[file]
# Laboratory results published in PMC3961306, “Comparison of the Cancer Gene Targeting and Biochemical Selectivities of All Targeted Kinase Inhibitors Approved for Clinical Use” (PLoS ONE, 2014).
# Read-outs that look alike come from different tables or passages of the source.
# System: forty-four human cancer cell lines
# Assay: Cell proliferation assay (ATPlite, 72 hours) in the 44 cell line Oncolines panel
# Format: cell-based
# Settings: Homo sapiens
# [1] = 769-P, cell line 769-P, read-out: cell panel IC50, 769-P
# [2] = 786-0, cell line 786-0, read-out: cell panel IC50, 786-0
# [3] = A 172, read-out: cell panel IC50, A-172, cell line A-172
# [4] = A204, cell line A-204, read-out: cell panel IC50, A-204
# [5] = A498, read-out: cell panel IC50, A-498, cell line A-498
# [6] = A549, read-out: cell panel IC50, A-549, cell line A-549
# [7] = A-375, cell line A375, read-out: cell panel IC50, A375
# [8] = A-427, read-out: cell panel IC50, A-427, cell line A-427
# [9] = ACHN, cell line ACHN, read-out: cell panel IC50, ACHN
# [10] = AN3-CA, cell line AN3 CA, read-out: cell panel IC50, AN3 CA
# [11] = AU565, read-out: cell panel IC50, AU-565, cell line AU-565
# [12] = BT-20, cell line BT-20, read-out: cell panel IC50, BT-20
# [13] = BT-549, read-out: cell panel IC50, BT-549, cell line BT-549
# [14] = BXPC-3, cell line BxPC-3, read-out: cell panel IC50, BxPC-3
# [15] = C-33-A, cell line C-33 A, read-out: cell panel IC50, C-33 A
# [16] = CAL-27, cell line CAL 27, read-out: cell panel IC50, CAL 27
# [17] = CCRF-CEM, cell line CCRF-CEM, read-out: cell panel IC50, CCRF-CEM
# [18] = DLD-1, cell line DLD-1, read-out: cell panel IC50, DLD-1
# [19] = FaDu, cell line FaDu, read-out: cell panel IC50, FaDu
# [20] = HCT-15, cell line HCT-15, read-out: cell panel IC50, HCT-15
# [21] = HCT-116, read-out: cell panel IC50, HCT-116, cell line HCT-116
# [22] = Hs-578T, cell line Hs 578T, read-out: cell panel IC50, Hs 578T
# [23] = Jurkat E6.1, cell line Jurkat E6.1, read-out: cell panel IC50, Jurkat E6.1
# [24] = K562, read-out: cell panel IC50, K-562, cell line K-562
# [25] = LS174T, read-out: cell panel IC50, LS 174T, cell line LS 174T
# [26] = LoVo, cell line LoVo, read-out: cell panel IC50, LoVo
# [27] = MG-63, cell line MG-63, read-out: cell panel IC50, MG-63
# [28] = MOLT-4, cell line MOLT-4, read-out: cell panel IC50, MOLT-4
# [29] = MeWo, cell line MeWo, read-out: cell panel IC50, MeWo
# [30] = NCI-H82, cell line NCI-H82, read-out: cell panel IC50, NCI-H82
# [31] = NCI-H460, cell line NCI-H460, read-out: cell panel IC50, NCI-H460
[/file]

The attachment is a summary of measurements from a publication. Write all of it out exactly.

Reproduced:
# Laboratory results published in PMC3961306, “Comparison of the Cancer Gene Targeting and Biochemical Selectivities of All Targeted Kinase Inhibitors Approved for Clinical Use” (PLoS ONE, 2014).
# Read-outs that look alike come from different tables or passages of the source.
# System: forty-four human cancer cell lines
# Assay: Cell proliferation assay (ATPlite, 72 hours) in the 44 cell line Oncolines panel
# Format: cell-based
# Settings: Homo sapiens
# [1] = 769-P, cell line 769-P, read-out: cell panel IC50, 769-P
# [2] = 786-0, cell line 786-0, read-out: cell panel IC50, 786-0
# [3] = A 172, read-out: cell panel IC50, A-172, cell line A-172
# [4] = A204, cell line A-204, read-out: cell panel IC50, A-204
# [5] = A498, read-out: cell panel IC50, A-498, cell line A-498
# [6] = A549, read-out: cell panel IC50, A-549, cell line A-549
# [7] = A-375, cell line A375, read-out: cell panel IC50, A375
# [8] = A-427, read-out: cell panel IC50, A-427, cell line A-427
# [9] = ACHN, cell line ACHN, read-out: cell panel IC50, ACHN
# [10] = AN3-CA, cell line AN3 CA, read-out: cell panel IC50, AN3 CA
# [11] = AU565, read-out: cell panel IC50, AU-565, cell line AU-565
# [12] = BT-20, cell line BT-20, read-out: cell panel IC50, BT-20
# [13] = BT-549, read-out: cell panel IC50, BT-549, cell line BT-549
# [14] = BXPC-3, cell line BxPC-3, read-out: cell panel IC50, BxPC-3
# [15] = C-33-A, cell line C-33 A, read-out: cell panel IC50, C-33 A
# [16] = CAL-27, cell line CAL 27, read-out: cell panel IC50, CAL 27
# [17] = CCRF-CEM, cell line CCRF-CEM, read-out: cell panel IC50, CCRF-CEM
# [18] = DLD-1, cell line DLD-1, read-out: cell panel IC50, DLD-1
# [19] = FaDu, cell line FaDu, read-out: cell panel IC50, FaDu
# [20] = HCT-15, cell line HCT-15, read-out: cell panel IC50, HCT-15
# [21] = HCT-116, read-out: cell panel IC50, HCT-116, cell line HCT-116
# [22] = Hs-578T, cell line Hs 578T, read-out: cell panel IC50, Hs 578T
# [23] = Jurkat E6.1, cell line Jurkat E6.1, read-out: cell panel IC50, Jurkat E6.1
# [24] = K562, read-out: cell panel IC50, K-562, cell line K-562
# [25] = LS174T, read-out: cell panel IC50, LS 174T, cell line LS 174T
# [26] = LoVo, cell line LoVo, read-out: cell panel IC50, LoVo
# [27] = MG-63, cell line MG-63, read-out: cell panel IC50, MG-63
# [28] = MOLT-4, cell line MOLT-4, read-out: cell panel IC50, MOLT-4
# [29] = MeWo, cell line MeWo, read-out: cell panel IC50, MeWo
# [30] = NCI-H82, cell line NCI-H82, read-out: cell panel IC50, NCI-H82
# [31] = NCI-H460, cell line NCI-H460, read-out: cell panel IC50, NCI-H460